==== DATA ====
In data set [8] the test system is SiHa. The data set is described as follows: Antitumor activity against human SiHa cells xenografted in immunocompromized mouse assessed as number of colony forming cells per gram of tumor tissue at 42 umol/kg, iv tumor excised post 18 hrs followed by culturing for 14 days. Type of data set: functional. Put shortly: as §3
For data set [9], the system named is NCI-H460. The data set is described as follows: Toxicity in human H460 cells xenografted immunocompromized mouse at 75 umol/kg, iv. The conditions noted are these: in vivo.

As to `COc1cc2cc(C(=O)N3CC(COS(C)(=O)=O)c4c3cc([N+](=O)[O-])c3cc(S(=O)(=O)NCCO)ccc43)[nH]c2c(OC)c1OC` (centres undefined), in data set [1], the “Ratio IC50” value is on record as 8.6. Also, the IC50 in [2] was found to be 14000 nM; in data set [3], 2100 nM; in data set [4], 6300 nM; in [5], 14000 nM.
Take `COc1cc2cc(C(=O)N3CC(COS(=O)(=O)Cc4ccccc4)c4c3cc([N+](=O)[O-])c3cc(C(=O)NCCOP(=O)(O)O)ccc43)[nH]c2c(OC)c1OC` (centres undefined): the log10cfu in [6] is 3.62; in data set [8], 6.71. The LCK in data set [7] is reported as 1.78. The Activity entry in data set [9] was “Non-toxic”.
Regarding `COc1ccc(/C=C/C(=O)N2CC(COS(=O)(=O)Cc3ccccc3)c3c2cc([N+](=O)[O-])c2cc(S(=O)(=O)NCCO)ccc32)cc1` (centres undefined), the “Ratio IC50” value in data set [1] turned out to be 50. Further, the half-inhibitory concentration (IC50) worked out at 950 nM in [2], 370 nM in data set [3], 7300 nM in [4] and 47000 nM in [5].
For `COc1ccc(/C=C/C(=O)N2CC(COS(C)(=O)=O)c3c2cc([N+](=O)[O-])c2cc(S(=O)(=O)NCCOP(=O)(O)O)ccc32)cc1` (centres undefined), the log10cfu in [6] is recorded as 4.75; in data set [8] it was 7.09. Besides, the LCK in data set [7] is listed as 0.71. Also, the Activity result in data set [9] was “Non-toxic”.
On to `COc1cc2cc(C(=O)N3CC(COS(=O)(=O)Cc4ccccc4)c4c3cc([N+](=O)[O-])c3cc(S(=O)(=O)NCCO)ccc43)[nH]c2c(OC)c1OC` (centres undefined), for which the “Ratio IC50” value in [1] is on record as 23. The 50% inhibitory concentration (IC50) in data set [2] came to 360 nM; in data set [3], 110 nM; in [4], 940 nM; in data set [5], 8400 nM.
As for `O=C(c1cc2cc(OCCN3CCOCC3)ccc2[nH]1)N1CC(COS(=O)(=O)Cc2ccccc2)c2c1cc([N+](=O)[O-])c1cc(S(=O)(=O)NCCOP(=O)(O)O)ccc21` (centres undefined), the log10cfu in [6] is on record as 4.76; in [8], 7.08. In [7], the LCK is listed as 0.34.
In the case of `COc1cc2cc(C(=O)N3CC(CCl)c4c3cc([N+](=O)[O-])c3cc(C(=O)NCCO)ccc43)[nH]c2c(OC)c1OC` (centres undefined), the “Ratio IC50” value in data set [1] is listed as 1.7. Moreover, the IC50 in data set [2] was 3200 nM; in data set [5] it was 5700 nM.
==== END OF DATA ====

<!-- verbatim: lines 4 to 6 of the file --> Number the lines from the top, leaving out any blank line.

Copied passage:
Take `COc1cc2cc(C(=O)N3CC(COS(=O)(=O)Cc4ccccc4)c4c3cc([N+](=O)[O-])c3cc(C(=O)NCCOP(=O)(O)O)ccc43)[nH]c2c(OC)c1OC` (centres undefined): the log10cfu in [6] is 3.62; in data set [8], 6.71. The LCK in data set [7] is reported as 1.78. The Activity entry in data set [9] was “Non-toxic”.
Regarding `COc1ccc(/C=C/C(=O)N2CC(COS(=O)(=O)Cc3ccccc3)c3c2cc([N+](=O)[O-])c2cc(S(=O)(=O)NCCO)ccc32)cc1` (centres undefined), the “Ratio IC50” value in data set [1] turned out to be 50. Further, the half-inhibitory concentration (IC50) worked out at 950 nM in [2], 370 nM in data set [3], 7300 nM in [4] and 47000 nM in [5].
For `COc1ccc(/C=C/C(=O)N2CC(COS(C)(=O)=O)c3c2cc([N+](=O)[O-])c2cc(S(=O)(=O)NCCOP(=O)(O)O)ccc32)cc1` (centres undefined), the log10cfu in [6] is recorded as 4.75; in data set [8] it was 7.09. Besides, the LCK in data set [7] is listed as 0.71. Also, the Activity result in data set [9] was “Non-toxic”.